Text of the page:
Friday, August 5, 2011
Iran, construction galore!
by Amir Taheri
Unusual would be NOT to see a construction site somewhere near you when you are in Iran. It doesn't matter if its next to your house that a new apartment block is going up or at work where a new office is raising with its massive columns or some new mall popping up on your way to work. The skyline of most cities is covered with cranes, most road networks are littered with expansion projects, and projects compete with each other to be the "biggest". It is not uncommon for 2-3 similar projects nation-wide claiming to be the "biggest" of what they offer.
As Iran grows both economically and in population new structures to support their needs is a natural occurrence. Such has been the rapid population expansion that in the last 20 years or so, the culture (outside of Tehran) of home owning has shifted to apartment owning. Today, owning a house in town is almost seen as a luxury and prices reflect that reality. As such expansion has occurred, there has been an interesting effect, migration of "dahaties" or villagers into towns. With the land prices explosion that started a few years ago, a nouveau riche class has been created in Iran. These dahaties have sold their lands or homes and moved into nearby cities with their money but lacking of an understanding of the modern world as we know it or the education that at times accompanies such wealth. This money influx has also aided the further massive building of Iran's cities.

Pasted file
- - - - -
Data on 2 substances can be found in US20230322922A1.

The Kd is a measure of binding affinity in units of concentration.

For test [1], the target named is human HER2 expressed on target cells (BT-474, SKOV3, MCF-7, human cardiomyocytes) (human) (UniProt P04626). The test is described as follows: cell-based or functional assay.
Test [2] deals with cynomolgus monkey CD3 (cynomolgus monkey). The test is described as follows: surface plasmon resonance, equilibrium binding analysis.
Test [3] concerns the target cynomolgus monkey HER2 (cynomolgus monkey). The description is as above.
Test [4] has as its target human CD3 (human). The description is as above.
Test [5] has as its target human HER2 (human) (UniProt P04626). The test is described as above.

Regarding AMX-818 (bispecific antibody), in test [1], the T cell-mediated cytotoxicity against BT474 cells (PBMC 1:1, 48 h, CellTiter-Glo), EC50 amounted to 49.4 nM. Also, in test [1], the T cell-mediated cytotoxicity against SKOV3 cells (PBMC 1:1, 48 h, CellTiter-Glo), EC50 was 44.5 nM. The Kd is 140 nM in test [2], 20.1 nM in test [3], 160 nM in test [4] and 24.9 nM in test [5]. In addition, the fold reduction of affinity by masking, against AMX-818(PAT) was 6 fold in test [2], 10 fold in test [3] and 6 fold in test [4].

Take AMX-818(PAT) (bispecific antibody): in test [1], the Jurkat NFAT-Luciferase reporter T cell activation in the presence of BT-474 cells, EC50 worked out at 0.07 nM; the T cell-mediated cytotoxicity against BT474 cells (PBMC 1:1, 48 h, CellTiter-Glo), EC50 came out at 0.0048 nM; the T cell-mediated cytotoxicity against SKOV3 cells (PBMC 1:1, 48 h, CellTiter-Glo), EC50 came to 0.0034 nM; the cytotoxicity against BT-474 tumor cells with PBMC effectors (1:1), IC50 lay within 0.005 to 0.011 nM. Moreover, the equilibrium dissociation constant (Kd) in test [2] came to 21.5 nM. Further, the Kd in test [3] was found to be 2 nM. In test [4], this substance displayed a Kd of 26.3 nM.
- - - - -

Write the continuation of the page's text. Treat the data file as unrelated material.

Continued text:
In Iran there is a mixture of public works that focus on roads, highways, metros, dams, and mass housing that crisscross with the private sector that dominates the construction industry (quotes of up to 95%) of homes and business buildings. As limited space within cities have been overcrowd with people and cars, there is a movement to the creation of suburbs. In a very short time, an entire suburb or "new city" goes up near a major metropolis. Each major city has one of these now Tehran, Tabriz, Shiraz, etc. Parand, near Tehran, for example one of these new towns, has a population approaching 100,000 people. Shiraz also has Sadra City. This suburb is the focal point of most of Shiraz's largest projects. It boasts a recently started and under construction medical city catering to foreign medical tourists. Iran's and the Middle East's largest water park. A bird park is being developed that, when I asked at a recent tourism convention of what is so special and large with this park that the answer quickly satisfied me. The friendly spokesman informed me that artificial environments will be developed for the birds that will simulate their migration over time. The birds that live within the environment will simply migrate to a new part of the park where other weather conditions will be simulated for them. In one months time, a jewel in the Shiraz suburbs construction plans will be inaugurated, the Persian Gulf Shopping Complex. This complex, said to be largest mall in the world for number of shops, 2,500, is being built with both foreign and local investors with a sum of over $840 million. Tehran is also getting two mega malls, one built by Malaysian investors with over $500 million and one by the daughter of Turkey's former President. This project also reported in the sums of hundreds of millions dollars, will be around 35 stories.